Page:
The Knight Before Christmas, Let It Snow, Klaus (Netflix)
It used to be there were only two types of Netflix Christmas movies: good-bad and bad-bad. The good-bad ones (A Christmas Prince, mainly) we watched in raptures, sniffling on cue at the sentimental parts while at the same time screaming: "What am I watching? This movie is terrible, why am I crying?" The bad-bad ones (most of the others) we watched in the hope that they would be good-bad too - but not everyone's a winner.
This year, however, things have become more complicated. For the very first time, at least one new Netflix Christmas movie is actually, genuinely, properly good.
Klaus is a 2D animated feature film from Spanish director Sergio Pablos (and, as creator of the Despicable Me franchise, the man responsible for unleashing the worldwide Minions epidemic). It serves as an alternative Santa Claus origin story, which begins with a lazy and entitled postmaster's son being dispatched to the northernmost town in the land and given a year in which to set up a postal system or else be cut off from the family fortune.
The remote settlement of Smeerensburg is a cold, dark, mean old place, full of menacing children and North Pole nimbys who seem opposed to any type of change and certainly don't want to see a thriving postal service set up in their town. But young Jasper's luck – and his bad attitude – begins to change when he meets Klaus, a gruff old bloke with a big white beard and impossibly sad hobby of making toys for the family he never got to have.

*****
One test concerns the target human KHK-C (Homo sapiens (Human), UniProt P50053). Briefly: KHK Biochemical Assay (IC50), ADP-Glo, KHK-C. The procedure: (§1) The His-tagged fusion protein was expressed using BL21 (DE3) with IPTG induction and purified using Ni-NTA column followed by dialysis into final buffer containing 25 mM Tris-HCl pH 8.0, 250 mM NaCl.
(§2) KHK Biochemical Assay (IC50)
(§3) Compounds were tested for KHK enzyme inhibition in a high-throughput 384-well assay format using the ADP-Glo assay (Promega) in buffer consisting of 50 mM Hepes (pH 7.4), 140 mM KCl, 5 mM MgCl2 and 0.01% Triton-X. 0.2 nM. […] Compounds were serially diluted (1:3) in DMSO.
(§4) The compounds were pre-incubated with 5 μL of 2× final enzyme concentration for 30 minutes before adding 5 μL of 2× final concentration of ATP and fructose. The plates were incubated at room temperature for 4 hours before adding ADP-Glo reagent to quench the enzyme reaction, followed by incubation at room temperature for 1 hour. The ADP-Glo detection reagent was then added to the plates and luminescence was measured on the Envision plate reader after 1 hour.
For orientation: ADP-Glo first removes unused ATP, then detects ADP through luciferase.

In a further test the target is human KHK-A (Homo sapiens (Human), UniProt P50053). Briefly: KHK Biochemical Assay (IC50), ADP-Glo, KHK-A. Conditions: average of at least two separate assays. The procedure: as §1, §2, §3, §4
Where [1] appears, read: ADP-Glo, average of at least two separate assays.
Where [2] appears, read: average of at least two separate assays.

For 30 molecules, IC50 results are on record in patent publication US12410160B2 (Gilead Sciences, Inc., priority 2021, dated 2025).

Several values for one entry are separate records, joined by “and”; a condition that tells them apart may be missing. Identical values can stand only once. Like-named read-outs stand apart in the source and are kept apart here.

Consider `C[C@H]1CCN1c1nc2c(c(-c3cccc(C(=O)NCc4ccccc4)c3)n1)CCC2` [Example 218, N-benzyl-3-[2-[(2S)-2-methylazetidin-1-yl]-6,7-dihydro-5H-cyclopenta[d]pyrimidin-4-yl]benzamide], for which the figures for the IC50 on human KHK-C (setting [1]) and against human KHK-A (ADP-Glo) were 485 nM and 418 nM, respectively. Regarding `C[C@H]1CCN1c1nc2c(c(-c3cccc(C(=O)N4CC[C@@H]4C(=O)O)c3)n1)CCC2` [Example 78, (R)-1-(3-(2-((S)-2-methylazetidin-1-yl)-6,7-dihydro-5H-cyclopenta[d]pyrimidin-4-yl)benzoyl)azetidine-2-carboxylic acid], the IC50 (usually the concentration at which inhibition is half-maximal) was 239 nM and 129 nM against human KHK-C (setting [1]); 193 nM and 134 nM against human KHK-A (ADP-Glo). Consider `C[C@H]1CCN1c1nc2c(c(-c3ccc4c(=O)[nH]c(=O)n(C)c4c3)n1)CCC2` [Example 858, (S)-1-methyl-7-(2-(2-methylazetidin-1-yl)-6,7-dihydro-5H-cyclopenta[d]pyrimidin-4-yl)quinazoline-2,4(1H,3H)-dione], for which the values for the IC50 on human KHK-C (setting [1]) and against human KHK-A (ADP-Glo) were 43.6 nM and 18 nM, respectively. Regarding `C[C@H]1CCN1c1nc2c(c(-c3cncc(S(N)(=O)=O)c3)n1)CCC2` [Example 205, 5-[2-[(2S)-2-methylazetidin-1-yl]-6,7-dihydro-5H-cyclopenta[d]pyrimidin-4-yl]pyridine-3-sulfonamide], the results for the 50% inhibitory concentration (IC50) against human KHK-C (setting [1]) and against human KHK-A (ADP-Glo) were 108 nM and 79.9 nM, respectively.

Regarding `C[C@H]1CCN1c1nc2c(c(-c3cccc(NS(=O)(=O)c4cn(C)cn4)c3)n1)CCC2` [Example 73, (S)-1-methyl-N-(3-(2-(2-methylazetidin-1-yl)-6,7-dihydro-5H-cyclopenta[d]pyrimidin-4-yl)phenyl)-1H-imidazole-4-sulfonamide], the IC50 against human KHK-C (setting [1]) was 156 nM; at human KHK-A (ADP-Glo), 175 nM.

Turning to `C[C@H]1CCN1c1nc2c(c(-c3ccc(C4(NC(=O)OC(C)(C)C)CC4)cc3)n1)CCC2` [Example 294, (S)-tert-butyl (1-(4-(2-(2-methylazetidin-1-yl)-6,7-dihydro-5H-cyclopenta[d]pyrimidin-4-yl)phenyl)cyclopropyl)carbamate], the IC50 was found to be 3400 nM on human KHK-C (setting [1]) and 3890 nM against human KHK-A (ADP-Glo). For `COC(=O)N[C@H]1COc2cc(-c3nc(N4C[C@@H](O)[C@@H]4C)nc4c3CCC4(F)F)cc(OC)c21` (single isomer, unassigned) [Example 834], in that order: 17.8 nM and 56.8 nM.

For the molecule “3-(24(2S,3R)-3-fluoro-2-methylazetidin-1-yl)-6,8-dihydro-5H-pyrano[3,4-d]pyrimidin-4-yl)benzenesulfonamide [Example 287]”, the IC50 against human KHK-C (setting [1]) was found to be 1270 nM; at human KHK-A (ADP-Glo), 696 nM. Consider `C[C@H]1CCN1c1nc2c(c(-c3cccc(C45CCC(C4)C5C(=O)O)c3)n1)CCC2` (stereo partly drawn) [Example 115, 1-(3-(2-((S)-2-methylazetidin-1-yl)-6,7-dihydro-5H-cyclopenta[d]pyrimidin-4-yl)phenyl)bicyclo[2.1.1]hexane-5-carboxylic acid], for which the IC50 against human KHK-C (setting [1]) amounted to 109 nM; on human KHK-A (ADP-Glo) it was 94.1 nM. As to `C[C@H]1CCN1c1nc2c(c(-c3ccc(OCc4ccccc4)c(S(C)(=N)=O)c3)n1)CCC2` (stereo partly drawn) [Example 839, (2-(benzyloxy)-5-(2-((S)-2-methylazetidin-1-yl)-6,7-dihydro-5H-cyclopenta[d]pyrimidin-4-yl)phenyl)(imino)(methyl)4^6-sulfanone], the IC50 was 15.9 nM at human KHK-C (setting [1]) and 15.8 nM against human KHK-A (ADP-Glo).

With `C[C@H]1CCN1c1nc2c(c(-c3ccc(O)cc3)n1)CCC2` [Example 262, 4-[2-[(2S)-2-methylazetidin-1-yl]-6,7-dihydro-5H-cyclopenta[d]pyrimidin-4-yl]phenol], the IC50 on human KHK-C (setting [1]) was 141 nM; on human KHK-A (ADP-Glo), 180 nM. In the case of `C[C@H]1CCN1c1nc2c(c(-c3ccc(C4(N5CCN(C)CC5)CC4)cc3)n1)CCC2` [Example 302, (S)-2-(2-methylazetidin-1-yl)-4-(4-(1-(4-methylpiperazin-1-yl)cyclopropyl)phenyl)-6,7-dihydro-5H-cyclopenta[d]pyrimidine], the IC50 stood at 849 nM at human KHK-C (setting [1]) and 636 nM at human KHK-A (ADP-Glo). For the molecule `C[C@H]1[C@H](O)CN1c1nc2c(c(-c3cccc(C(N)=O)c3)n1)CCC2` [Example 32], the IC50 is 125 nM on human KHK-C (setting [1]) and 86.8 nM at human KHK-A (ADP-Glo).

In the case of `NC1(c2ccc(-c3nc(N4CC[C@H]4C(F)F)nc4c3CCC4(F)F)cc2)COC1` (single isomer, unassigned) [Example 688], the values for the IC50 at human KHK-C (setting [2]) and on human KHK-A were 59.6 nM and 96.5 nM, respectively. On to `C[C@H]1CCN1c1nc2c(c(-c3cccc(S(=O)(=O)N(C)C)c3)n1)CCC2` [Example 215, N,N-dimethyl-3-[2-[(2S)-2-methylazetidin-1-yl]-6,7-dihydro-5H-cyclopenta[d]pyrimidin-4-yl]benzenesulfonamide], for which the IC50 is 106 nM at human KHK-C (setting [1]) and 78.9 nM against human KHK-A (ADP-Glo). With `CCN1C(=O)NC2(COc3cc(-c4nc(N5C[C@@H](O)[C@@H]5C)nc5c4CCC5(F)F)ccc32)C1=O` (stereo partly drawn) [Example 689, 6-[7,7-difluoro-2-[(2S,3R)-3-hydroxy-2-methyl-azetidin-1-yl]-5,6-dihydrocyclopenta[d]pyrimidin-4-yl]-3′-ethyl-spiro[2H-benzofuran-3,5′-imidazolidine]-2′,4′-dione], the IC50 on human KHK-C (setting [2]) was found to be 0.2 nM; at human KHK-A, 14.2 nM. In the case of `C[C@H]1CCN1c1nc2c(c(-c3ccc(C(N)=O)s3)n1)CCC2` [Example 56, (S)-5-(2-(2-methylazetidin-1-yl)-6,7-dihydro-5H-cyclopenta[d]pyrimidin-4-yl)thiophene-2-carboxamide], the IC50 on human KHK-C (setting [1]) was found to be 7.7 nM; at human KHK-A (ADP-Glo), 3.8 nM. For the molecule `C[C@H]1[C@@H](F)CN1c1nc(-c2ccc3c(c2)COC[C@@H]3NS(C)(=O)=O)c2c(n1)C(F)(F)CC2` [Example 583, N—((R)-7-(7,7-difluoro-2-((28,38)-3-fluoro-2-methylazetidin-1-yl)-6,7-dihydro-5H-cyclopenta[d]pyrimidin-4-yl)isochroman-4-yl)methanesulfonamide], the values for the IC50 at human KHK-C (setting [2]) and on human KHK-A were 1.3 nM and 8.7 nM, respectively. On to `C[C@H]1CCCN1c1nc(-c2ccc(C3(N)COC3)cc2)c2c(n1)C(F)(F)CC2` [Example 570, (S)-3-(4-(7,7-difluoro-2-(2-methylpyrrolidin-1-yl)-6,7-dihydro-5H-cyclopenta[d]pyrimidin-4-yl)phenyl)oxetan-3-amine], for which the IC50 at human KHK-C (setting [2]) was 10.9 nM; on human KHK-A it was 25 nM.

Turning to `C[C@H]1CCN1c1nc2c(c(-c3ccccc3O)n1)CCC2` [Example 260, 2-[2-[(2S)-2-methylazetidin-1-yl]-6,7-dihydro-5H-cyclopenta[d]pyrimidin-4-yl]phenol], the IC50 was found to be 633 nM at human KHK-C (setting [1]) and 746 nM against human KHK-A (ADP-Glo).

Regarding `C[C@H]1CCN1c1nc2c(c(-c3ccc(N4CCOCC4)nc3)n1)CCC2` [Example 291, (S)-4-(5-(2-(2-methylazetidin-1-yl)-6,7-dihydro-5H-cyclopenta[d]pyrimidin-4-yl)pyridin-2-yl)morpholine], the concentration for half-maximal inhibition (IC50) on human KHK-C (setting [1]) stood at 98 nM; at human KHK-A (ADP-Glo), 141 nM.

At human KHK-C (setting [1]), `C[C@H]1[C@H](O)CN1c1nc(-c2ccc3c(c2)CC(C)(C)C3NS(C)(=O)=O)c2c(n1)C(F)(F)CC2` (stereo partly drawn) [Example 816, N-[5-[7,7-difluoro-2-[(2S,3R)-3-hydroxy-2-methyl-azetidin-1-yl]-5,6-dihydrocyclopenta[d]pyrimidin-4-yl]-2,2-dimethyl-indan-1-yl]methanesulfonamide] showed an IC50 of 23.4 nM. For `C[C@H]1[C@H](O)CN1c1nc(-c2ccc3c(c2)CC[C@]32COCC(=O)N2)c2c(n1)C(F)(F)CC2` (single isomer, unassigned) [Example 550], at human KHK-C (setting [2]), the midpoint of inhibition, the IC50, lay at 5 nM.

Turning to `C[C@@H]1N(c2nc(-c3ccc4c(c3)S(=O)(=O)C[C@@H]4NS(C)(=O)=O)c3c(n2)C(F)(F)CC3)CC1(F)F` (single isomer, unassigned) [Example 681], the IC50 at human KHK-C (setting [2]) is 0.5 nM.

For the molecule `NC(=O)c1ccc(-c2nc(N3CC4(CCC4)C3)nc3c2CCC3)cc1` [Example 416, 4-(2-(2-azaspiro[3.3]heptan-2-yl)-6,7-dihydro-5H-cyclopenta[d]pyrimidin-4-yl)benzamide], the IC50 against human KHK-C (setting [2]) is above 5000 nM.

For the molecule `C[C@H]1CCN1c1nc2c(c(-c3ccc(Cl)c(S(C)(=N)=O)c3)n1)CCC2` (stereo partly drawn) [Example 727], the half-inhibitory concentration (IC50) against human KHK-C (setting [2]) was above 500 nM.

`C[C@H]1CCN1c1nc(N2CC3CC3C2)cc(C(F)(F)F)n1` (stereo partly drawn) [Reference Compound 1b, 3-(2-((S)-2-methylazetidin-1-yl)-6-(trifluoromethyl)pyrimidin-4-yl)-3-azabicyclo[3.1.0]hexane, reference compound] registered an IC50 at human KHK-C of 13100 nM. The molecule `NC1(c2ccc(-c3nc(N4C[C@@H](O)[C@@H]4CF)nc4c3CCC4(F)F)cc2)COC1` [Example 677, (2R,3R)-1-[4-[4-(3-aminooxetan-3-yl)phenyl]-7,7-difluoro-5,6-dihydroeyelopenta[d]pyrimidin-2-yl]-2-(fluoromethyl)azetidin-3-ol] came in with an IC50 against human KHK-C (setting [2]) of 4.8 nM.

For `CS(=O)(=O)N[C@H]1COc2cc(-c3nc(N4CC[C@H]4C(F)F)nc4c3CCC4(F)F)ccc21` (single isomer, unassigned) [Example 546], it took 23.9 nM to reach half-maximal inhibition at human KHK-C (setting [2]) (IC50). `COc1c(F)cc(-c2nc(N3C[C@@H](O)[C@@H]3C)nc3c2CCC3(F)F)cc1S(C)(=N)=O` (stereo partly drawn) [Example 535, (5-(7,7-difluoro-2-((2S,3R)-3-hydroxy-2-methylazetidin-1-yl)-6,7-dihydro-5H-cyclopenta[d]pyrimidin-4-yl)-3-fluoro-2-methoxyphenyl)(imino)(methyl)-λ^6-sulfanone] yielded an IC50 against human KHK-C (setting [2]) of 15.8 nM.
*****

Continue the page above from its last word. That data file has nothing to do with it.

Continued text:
Essentially a heartwarming tale of a millennial entrepreneur disrupting the status quo through social enterprise, Klaus is a pure pleasure to watch. The story ticks along at the perfect tempo, deploying twists and turns in all the right places, while the warm and inventive animation gives the sense that every frame has been afforded an unusual amount of time and thought.
It's hands-down the best Netflix Christmas movie of the year – though any other year that honour would have gone to Let It Snow. The other unprecedentedly good Netflix Christmas offering of 2019 is a Love Actually-style teen romance based on a novel co-written by the master of insufferable youths, John Green.
The characters here are less performatively quirky and as a result more likeable than your usual Green teens. Their loosely overlapping storylines all revolve around a common location (a Waffle House with extremely lax management) as the snow sets in on a quaint Midwest town and forces everybody to confront their biggest, deepest feelings on Christmas Eve.
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Some may argue that by being actually good, Klaus and Let It Snow go against the spirit of Netflix Christmas movies. If that's you, try The Knight Before Christmas. It's got Vanessa Hudgens (The Princess Switch) falling in love with a handsome time-travelling knight in literal shining armour. They've put no effort whatsoever into historical accuracy.
Outside of the Christmas Prince franchise (part three streaming now), this is as good-bad as it gets.